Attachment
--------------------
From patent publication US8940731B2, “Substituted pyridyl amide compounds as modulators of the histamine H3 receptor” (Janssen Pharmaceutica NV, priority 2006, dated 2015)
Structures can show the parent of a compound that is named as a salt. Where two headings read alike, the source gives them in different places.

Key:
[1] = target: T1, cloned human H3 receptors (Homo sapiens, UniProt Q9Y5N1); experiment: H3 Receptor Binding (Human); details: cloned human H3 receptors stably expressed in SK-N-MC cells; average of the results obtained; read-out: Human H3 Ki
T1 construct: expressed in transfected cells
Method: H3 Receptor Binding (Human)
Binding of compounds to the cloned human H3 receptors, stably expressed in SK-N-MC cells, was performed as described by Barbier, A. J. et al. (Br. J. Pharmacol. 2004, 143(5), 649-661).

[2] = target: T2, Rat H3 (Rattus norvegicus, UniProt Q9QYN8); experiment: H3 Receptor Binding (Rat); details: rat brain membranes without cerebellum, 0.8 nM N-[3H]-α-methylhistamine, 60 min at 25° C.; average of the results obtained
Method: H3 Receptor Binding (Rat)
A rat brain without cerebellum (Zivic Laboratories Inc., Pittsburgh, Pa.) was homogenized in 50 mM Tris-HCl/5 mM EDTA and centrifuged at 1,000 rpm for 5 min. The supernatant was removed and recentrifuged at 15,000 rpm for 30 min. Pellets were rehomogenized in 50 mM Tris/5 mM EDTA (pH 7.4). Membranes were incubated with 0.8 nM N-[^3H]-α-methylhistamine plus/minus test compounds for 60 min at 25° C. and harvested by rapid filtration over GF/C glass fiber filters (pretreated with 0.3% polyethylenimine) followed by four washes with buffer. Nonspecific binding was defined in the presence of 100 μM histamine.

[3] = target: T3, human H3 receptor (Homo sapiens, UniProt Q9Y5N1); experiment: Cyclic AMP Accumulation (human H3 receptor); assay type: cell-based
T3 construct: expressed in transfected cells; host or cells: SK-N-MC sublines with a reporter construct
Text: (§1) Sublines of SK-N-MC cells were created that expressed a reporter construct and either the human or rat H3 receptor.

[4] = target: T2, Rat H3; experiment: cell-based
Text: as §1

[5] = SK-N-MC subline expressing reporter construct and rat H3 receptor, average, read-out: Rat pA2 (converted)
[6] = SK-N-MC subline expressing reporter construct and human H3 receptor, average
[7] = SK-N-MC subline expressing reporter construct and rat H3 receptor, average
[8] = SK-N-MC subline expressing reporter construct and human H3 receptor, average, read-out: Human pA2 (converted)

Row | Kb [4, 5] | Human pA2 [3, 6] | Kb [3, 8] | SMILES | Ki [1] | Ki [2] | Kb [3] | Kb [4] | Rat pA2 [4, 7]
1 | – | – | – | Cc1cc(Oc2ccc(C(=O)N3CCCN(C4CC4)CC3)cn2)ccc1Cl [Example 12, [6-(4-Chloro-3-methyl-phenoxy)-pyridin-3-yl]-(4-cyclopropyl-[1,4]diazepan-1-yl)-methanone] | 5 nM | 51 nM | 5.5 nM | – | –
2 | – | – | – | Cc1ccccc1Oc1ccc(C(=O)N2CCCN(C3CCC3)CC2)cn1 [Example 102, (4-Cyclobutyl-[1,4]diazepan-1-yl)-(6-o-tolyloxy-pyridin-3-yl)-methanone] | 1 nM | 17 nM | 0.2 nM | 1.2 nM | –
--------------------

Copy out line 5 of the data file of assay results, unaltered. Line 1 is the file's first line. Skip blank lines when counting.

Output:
T1 construct: expressed in transfected cells